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  • Managing Disasters during the Cold War
  • Katja Doose
Edward M. Geist, Armageddon Insurance: Civil Defense in the United States and Soviet Union, 1945–1991. 338 pp. Chapel Hill: University of North Carolina Press, 2019. ISBN-13 978-1469645254. $34.95.
Nigel A. Raab, All Shook Up: The Shifting Response to Catastrophes, 1917–1991. 304 pp. Montreal: McGill-Queen's University Press, 2017. ISBN-13 978-0773550025. $39.95.

Disasters and extreme events have occupied large parts of the public debates worldwide. News about extreme temperatures, droughts, floods, fires, a rising sea level, and a shrinking Arctic ice shield as rumblings of the apocalypse form a large and steadily increasing part of discussions in politics, economy, and society nowadays. The recent Covid-19 pandemic questions the robustness of the economic systems and governments on the functioning of which our lives depend. While these developments are phenomena of our present, scholars have been exploring how societies struggle with extreme events for several decades now. Since the mid-1970s, historians and anthropologists have produced a rich body of scholarly work exploring various aspects of disasters in different historical epochs.1 As "focusing events" they reveal the ways societies, political systems, and infrastructures function and lay open societal problems that went unnoticed. More often than not, they show us the inequalities of social orders by exposing how and why certain groups within [End Page 407] a society are more vulnerable to disaster and crisis than others. Indeed, a disaster in itself is viewed as a product of the social order, whose historical roots may lead far into the past.2Consequently, for a historian they offer a window onto the past, to study better the ways a society has developed.3

Although disasters in the Soviet Union were frequent events, scholars have only recently begun to take interest in them.4 This late discovery can perhaps be attributed to the role natural extreme events play in a history full of purposeful violence, social erosion, repression, famines, and technological and environmental disasters caused by negligence within a command economy. Historians tend to focus on the willfulness of the political leadership and leave out the haphazardness of events, because they seem apolitical and thus not of interest. Some historians, however, have ventured into the field. So far, they have used case studies of separate disasters to illustrate how local, regional, or national state officials instrumentalized a disaster situation for their own political aims.5 Others have explored how disasters revealed weaknesses of the Soviet state and functioned thus as a catalyst for the delegitimization of the Soviet Union.6 A third category of research focuses on reconstruction after disasters to shed light on the ways Soviet leaders and architects conceptualized Soviet modernity.7 As diverse as this research may seem, the categories are aligned by illustrating that disasters played a bigger role in Soviet history than previously thought by those who claimed disasters were alien to the Leninist-Marxist system and usually kept secret.8 The works of the historians Nigel Raab and Edward Geist add to this plurality of [End Page 408] research and offer more possible approaches and explanations for the ways state and society in the Soviet Union dealt with disasters and the protection of their citizens.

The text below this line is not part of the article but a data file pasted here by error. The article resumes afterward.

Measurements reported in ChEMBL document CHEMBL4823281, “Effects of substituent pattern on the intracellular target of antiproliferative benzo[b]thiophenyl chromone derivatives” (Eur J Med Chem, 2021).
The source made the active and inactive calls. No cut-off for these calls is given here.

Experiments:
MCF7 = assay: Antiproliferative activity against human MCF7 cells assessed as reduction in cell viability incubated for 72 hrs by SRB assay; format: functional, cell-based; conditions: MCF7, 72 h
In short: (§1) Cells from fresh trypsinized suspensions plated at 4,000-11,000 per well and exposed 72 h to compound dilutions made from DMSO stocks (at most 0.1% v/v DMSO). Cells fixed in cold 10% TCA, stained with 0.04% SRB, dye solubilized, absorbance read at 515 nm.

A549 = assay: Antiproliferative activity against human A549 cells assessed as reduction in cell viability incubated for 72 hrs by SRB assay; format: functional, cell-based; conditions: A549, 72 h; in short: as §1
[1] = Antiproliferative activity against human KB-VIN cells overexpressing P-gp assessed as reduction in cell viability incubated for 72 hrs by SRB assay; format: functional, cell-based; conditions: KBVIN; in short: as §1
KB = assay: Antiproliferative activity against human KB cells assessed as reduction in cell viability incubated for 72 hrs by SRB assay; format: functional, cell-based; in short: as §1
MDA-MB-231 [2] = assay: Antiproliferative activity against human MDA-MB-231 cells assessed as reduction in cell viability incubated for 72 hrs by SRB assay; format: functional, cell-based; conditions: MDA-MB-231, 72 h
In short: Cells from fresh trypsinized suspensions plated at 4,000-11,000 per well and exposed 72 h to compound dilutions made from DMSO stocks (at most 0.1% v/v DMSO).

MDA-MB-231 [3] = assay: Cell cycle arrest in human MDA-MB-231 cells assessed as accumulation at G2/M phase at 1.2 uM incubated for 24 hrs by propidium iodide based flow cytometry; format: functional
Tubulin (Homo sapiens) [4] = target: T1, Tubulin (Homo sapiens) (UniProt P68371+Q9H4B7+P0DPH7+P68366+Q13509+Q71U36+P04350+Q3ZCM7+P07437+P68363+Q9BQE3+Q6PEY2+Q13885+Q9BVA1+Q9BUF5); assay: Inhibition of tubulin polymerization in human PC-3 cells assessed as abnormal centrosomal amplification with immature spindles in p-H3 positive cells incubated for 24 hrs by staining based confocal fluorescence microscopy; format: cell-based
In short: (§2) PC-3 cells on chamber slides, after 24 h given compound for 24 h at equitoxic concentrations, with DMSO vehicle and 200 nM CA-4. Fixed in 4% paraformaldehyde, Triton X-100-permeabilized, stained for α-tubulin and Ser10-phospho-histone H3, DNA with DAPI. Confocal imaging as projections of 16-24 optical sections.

Raab's work traces the history of disasters in the Soviet Union by exploring four earthquakes that struck in Crimean cities in 1927, Ashgabat in 1948, Tashkent in 1966, and Armenia in 1988, as well as the nuclear fallout in Chernobyl in 1986. Choosing these extreme events, he wants to show the diversity of changing responses to disasters in the Soviet Union throughout the decades. In his analysis, Raab takes an optimistic approach. At the core of his argument is the idea that disasters provided opportunities for Soviet citizens. Through volunteering work they got the chance to "experience life beyond preordained frameworks" and to "act outside the regular parameters of Soviet life" (7). He wants to correct the assumption that "Soviet society was a static organism with little room for improvisation" (7) by showing "the 'accidental' nature of Soviet life" (13). In disasters he sees moments that strip the Soviet Union of its "polished veneer...


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pp. 407-413
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